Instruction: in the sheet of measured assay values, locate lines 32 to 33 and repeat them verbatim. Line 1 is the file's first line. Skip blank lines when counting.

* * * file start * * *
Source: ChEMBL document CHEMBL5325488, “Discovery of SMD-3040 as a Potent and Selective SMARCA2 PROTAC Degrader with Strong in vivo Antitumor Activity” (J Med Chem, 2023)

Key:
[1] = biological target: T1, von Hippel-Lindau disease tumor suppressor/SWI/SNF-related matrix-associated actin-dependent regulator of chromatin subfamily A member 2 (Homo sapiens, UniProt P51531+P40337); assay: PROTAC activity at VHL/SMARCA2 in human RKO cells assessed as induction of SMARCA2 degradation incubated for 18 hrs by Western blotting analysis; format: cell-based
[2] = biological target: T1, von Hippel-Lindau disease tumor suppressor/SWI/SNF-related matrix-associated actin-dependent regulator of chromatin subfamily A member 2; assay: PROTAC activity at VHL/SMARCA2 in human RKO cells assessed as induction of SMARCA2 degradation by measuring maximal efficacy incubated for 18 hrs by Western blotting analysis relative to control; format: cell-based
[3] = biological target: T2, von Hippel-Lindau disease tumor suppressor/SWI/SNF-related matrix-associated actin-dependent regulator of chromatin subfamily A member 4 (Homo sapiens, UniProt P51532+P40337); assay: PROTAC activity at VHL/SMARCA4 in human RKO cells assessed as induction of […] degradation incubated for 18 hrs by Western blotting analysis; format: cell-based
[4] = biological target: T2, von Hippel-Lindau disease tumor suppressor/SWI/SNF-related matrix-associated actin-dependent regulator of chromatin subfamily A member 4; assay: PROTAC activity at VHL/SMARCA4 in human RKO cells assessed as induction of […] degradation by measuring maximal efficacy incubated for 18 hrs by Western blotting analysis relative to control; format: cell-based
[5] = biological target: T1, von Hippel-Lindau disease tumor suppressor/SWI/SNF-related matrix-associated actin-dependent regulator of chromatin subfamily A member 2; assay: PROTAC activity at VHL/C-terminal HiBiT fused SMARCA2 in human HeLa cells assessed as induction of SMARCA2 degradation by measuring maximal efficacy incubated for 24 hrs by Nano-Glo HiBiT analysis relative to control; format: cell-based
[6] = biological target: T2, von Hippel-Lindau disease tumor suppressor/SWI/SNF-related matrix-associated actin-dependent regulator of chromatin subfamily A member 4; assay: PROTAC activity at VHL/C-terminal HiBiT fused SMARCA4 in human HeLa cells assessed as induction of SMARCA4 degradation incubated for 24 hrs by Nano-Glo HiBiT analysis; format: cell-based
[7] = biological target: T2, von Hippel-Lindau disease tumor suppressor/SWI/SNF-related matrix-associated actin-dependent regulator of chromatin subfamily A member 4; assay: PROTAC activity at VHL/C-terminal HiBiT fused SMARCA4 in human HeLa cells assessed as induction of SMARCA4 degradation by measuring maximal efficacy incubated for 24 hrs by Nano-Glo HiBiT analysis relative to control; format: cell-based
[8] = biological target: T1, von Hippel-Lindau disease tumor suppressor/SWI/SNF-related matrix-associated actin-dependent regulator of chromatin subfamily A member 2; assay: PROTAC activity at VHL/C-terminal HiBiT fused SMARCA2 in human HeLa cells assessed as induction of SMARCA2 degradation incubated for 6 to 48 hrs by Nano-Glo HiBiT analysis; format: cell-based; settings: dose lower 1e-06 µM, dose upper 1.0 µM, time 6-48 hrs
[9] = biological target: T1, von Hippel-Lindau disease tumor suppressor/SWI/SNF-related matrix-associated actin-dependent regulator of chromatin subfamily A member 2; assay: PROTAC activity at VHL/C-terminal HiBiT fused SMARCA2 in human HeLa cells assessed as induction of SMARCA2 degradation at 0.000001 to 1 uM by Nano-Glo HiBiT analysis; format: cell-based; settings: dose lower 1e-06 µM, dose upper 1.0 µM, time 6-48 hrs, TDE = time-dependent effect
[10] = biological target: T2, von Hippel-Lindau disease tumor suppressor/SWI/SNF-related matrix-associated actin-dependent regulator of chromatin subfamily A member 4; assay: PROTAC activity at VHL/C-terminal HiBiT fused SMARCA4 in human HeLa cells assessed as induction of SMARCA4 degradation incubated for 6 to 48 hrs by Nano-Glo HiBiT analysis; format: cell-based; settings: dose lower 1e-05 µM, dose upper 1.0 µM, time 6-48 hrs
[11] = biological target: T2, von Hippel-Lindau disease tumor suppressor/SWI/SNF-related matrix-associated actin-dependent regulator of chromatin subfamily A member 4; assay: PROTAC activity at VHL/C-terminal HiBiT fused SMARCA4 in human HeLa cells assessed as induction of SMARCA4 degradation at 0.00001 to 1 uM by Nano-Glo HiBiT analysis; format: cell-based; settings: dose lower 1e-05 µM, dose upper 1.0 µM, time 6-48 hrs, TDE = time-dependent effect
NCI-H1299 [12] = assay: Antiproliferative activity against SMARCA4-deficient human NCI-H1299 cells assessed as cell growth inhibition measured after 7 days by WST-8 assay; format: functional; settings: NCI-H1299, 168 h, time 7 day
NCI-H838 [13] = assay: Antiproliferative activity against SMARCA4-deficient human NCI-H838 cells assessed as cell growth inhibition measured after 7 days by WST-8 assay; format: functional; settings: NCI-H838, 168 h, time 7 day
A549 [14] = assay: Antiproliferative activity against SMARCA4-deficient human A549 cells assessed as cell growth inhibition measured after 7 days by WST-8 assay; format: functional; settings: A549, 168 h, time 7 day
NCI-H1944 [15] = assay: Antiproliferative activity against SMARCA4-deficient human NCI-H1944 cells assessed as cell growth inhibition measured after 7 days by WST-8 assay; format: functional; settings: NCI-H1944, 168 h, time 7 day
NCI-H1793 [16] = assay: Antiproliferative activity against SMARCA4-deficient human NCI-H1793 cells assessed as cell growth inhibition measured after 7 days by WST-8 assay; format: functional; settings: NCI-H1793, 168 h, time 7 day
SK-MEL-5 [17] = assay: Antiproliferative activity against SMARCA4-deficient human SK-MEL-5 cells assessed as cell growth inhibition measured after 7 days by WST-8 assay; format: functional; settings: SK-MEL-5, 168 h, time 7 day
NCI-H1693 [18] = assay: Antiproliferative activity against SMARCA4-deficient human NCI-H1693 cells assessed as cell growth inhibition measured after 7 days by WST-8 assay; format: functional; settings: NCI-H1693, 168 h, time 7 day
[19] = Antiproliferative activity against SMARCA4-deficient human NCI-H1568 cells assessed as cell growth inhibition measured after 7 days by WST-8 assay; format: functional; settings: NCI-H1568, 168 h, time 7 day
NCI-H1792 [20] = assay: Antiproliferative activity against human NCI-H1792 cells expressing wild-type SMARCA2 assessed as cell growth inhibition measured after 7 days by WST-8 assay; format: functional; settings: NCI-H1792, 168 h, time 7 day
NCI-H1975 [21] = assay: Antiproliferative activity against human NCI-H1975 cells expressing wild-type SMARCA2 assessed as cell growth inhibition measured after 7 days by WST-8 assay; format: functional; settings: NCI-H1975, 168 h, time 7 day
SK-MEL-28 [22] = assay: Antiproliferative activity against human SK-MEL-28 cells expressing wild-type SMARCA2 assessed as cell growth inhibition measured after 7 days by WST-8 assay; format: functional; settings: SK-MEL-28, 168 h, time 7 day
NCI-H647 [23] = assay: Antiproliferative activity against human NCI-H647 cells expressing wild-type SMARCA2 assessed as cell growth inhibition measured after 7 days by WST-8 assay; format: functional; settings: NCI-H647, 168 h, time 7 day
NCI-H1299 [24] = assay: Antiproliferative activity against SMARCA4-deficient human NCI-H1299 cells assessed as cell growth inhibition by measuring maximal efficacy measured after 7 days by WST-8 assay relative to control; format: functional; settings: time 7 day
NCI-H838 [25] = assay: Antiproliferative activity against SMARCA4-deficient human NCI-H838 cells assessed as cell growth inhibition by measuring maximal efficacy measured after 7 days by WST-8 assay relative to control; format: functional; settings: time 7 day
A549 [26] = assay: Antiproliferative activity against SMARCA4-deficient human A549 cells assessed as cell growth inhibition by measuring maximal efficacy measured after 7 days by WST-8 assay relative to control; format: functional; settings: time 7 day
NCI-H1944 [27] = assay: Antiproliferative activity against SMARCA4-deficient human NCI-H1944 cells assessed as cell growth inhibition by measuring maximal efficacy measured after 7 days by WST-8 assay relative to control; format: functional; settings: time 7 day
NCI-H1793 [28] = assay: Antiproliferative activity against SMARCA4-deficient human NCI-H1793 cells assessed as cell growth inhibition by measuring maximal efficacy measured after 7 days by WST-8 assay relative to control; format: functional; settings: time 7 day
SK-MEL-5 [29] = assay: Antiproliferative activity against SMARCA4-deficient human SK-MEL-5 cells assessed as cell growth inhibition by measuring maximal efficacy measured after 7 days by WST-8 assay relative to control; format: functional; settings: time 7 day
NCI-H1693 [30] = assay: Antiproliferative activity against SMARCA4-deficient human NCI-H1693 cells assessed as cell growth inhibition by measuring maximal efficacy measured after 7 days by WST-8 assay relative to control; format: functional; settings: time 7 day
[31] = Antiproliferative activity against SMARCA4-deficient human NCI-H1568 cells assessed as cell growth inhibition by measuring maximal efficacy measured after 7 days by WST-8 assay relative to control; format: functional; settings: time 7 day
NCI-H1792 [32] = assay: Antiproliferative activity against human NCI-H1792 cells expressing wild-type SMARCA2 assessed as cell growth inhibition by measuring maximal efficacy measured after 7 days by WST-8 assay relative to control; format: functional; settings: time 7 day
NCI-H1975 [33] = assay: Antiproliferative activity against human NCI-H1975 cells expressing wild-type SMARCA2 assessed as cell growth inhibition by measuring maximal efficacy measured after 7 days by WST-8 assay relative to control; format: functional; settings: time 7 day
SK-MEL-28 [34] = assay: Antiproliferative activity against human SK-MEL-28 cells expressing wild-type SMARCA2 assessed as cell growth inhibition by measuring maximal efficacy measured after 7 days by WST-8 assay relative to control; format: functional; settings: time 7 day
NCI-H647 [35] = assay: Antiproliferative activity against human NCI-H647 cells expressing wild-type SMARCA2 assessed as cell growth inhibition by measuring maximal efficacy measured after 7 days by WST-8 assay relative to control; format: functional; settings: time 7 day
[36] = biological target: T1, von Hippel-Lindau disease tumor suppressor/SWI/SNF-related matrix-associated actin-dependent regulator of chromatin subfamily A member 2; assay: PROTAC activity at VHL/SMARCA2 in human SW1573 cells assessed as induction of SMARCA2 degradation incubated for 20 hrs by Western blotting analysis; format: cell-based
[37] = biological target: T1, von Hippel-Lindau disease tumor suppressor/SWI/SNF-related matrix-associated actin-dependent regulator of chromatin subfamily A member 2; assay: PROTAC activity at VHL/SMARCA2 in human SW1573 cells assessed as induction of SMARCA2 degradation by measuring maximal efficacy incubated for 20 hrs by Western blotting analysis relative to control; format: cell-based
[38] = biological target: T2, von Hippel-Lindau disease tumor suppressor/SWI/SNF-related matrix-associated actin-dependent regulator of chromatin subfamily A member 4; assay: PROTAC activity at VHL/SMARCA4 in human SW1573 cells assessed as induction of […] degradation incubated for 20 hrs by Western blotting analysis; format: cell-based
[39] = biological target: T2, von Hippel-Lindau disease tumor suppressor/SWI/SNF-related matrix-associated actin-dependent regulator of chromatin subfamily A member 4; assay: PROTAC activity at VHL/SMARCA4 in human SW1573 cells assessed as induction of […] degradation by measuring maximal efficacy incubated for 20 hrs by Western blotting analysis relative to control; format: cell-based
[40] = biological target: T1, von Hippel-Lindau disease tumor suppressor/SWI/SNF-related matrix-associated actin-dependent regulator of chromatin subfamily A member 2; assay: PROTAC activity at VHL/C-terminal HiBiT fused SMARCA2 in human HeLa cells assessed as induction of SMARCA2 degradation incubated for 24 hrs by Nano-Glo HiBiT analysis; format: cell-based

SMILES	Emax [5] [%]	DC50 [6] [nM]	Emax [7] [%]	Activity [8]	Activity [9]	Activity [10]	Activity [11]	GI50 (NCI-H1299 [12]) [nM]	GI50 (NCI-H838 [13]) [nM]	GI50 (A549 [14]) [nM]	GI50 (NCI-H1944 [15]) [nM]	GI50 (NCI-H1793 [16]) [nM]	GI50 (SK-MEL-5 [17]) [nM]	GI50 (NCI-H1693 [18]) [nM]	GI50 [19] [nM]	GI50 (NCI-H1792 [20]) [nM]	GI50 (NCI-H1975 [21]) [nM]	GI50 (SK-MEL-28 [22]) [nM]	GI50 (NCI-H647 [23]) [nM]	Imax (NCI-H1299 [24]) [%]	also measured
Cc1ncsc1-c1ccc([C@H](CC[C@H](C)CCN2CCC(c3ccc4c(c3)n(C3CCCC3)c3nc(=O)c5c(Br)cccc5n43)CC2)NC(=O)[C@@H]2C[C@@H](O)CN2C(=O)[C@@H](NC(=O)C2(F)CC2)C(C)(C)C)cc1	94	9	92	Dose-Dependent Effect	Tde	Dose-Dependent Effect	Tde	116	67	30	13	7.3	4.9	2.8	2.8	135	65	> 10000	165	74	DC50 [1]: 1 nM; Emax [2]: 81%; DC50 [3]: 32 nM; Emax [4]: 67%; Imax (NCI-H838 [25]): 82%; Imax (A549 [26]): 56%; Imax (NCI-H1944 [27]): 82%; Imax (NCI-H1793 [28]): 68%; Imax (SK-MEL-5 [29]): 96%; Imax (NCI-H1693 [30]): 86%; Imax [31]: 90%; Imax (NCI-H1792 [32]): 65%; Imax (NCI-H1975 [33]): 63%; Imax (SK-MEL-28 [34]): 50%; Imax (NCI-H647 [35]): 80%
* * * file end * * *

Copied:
NCI-H1693 [30] = assay: Antiproliferative activity against SMARCA4-deficient human NCI-H1693 cells assessed as cell growth inhibition by measuring maximal efficacy measured after 7 days by WST-8 assay relative to control; format: functional; settings: time 7 day
[31] = Antiproliferative activity against SMARCA4-deficient human NCI-H1568 cells assessed as cell growth inhibition by measuring maximal efficacy measured after 7 days by WST-8 assay relative to control; format: functional; settings: time 7 day